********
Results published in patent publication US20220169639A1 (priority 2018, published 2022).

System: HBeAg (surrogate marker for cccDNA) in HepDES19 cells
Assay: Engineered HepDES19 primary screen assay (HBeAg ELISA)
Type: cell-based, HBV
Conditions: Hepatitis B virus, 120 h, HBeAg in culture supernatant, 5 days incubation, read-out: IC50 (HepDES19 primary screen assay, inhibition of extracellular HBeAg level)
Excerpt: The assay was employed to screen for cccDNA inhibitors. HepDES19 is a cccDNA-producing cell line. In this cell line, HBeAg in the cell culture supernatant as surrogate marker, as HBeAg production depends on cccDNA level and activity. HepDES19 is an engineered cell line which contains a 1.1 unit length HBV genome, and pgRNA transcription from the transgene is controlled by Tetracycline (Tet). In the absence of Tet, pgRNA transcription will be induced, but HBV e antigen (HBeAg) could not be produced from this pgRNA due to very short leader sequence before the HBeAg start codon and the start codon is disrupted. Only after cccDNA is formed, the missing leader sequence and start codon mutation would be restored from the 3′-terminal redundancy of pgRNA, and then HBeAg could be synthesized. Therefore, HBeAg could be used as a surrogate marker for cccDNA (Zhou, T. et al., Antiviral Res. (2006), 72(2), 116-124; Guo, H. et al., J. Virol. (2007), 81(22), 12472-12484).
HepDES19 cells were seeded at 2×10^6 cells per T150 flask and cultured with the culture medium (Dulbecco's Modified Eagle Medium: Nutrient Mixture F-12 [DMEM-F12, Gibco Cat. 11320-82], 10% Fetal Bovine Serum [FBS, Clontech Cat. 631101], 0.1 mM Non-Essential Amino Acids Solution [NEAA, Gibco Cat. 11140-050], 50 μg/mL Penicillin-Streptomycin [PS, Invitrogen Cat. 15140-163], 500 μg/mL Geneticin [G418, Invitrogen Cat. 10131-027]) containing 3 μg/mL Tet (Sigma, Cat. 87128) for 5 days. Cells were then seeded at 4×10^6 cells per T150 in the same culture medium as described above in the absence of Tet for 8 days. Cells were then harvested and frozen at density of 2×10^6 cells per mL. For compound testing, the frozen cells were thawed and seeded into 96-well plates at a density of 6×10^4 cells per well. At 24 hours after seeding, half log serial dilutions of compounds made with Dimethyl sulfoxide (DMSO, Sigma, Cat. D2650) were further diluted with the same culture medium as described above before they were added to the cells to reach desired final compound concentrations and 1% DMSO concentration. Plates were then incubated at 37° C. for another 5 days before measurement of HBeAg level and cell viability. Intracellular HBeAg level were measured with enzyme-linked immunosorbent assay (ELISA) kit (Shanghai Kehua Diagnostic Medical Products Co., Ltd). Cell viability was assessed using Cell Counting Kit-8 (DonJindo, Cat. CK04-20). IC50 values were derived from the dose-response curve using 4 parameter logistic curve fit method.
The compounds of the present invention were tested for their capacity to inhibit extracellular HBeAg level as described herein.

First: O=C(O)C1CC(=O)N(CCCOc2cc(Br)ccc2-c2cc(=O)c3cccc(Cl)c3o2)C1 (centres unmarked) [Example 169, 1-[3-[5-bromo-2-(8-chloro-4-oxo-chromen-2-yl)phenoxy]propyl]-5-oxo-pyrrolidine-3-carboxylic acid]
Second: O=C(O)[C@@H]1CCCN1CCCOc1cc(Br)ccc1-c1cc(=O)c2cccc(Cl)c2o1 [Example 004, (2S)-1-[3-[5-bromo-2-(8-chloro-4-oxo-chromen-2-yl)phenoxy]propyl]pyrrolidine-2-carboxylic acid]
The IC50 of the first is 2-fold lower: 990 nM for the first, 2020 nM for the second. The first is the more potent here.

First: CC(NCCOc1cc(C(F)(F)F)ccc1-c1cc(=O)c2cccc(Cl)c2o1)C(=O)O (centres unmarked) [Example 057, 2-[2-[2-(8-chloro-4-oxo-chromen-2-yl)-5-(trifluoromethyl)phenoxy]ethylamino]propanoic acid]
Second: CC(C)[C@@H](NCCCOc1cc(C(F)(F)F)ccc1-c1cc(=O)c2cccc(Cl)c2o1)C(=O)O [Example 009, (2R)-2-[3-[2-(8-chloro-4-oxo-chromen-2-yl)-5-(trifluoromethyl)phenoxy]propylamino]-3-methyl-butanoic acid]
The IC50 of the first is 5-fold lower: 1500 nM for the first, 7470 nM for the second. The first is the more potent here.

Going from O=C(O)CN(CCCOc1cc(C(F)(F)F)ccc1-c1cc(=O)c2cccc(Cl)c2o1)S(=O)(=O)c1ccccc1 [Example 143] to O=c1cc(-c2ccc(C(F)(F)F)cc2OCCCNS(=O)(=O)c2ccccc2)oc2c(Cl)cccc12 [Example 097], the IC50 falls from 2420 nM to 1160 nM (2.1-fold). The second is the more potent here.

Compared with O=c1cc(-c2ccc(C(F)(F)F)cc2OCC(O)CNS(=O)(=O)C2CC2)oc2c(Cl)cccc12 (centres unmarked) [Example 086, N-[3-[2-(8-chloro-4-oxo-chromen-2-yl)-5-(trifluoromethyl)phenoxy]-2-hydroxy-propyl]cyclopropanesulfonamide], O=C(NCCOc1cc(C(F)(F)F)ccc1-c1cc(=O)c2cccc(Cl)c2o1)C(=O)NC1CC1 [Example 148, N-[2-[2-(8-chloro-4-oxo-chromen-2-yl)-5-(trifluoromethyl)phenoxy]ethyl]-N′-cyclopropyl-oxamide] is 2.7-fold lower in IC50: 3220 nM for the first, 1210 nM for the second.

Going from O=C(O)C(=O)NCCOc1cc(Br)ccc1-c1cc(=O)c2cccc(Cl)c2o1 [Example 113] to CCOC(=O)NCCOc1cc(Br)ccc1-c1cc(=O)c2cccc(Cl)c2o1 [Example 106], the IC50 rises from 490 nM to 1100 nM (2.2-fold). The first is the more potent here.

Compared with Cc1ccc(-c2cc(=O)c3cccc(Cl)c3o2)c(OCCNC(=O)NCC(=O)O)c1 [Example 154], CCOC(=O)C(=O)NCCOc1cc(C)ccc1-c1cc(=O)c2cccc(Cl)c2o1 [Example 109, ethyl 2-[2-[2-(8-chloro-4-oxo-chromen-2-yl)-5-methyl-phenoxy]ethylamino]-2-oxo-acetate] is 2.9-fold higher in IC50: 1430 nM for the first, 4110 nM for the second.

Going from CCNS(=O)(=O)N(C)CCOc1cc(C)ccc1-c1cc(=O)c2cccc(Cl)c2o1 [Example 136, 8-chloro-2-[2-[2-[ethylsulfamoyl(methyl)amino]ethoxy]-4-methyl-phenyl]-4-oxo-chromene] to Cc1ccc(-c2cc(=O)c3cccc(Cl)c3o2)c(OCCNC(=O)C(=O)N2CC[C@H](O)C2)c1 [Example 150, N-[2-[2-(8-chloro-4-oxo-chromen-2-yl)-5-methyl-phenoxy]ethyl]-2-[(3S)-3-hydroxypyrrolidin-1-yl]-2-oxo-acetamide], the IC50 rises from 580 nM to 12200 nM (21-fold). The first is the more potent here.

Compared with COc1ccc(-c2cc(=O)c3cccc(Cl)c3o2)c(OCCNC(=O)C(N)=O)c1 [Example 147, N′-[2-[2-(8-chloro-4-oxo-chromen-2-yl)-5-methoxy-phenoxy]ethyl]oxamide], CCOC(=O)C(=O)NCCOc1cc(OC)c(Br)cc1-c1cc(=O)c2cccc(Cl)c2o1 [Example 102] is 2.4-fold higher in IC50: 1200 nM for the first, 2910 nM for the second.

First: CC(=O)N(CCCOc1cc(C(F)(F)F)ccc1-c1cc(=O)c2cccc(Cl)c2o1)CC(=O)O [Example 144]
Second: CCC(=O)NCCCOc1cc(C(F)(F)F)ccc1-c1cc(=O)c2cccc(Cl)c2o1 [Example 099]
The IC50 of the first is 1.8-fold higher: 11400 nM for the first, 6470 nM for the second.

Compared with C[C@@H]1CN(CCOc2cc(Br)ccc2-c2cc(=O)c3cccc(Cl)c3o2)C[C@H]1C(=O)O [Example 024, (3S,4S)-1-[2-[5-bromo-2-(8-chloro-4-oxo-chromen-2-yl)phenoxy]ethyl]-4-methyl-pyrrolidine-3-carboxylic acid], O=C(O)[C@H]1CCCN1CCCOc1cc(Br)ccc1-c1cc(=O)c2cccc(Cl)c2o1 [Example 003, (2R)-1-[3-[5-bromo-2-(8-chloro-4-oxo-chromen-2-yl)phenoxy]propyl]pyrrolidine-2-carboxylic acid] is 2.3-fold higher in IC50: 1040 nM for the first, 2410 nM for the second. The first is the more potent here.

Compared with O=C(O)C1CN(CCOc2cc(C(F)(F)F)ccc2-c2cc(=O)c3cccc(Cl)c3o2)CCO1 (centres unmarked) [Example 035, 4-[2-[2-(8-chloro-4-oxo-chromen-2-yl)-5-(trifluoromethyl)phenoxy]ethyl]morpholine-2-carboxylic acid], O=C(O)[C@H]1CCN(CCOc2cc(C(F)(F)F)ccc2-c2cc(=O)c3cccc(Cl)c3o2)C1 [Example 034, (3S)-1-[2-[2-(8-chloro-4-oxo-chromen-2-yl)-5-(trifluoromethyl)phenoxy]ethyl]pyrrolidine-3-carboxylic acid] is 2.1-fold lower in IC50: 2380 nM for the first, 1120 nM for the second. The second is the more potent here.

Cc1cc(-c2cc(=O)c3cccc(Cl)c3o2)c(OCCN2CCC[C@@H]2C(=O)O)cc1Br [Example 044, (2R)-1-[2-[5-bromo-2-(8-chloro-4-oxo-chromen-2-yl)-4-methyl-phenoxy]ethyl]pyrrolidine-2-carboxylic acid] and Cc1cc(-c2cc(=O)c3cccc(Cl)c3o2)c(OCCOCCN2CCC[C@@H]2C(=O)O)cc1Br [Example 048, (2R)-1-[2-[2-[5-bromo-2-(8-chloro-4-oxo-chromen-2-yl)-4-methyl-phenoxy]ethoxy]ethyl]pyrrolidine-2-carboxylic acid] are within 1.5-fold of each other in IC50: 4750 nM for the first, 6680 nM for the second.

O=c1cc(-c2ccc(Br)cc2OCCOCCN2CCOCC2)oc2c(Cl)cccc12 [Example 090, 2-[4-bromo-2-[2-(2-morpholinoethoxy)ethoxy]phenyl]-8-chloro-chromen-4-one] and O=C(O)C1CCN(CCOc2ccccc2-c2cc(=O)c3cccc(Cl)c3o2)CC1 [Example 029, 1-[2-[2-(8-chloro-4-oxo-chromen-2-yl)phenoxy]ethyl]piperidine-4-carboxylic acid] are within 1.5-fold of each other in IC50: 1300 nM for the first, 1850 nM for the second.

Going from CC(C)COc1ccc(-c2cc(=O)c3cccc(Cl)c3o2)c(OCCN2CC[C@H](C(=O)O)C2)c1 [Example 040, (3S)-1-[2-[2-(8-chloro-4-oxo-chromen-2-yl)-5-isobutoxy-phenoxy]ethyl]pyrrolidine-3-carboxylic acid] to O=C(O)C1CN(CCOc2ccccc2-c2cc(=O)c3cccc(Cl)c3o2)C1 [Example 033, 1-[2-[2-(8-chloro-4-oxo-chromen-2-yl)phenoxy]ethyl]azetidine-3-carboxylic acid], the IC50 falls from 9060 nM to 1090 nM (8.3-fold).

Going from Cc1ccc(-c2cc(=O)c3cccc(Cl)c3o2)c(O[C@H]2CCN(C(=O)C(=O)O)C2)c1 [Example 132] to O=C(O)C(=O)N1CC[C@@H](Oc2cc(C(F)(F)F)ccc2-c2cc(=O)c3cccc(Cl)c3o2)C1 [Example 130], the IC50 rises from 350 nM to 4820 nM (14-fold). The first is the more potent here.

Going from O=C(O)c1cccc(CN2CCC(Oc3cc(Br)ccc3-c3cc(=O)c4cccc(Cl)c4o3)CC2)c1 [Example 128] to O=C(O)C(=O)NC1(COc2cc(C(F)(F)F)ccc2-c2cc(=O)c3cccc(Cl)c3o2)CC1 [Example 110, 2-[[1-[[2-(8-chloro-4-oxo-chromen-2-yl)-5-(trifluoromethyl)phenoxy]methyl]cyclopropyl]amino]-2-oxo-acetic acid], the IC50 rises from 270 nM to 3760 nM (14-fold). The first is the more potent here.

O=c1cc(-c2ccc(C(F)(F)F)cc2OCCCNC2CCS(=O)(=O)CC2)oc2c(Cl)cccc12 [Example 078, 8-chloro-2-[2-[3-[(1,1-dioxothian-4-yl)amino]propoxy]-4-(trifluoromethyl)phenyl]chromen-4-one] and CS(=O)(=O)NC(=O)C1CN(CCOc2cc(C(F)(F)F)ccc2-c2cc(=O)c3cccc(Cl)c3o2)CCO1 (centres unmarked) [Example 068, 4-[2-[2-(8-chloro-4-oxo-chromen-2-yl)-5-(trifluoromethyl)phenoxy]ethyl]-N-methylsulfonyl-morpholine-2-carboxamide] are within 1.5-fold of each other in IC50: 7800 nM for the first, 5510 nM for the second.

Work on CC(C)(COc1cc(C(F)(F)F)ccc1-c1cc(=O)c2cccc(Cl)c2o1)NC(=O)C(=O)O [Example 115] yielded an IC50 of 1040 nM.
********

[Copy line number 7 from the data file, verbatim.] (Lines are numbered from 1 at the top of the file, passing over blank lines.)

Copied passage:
HepDES19 cells were seeded at 2×10^6 cells per T150 flask and cultured with the culture medium (Dulbecco's Modified Eagle Medium: Nutrient Mixture F-12 [DMEM-F12, Gibco Cat. 11320-82], 10% Fetal Bovine Serum [FBS, Clontech Cat. 631101], 0.1 mM Non-Essential Amino Acids Solution [NEAA, Gibco Cat. 11140-050], 50 μg/mL Penicillin-Streptomycin [PS, Invitrogen Cat. 15140-163], 500 μg/mL Geneticin [G418, Invitrogen Cat. 10131-027]) containing 3 μg/mL Tet (Sigma, Cat. 87128) for 5 days. Cells were then seeded at 4×10^6 cells per T150 in the same culture medium as described above in the absence of Tet for 8 days. Cells were then harvested and frozen at density of 2×10^6 cells per mL. For compound testing, the frozen cells were thawed and seeded into 96-well plates at a density of 6×10^4 cells per well. At 24 hours after seeding, half log serial dilutions of compounds made with Dimethyl sulfoxide (DMSO, Sigma, Cat. D2650) were further diluted with the same culture medium as described above before they were added to the cells to reach desired final compound concentrations and 1% DMSO concentration. Plates were then incubated at 37° C. for another 5 days before measurement of HBeAg level and cell viability. Intracellular HBeAg level were measured with enzyme-linked immunosorbent assay (ELISA) kit (Shanghai Kehua Diagnostic Medical Products Co., Ltd). Cell viability was assessed using Cell Counting Kit-8 (DonJindo, Cat. CK04-20). IC50 values were derived from the dose-response curve using 4 parameter logistic curve fit method.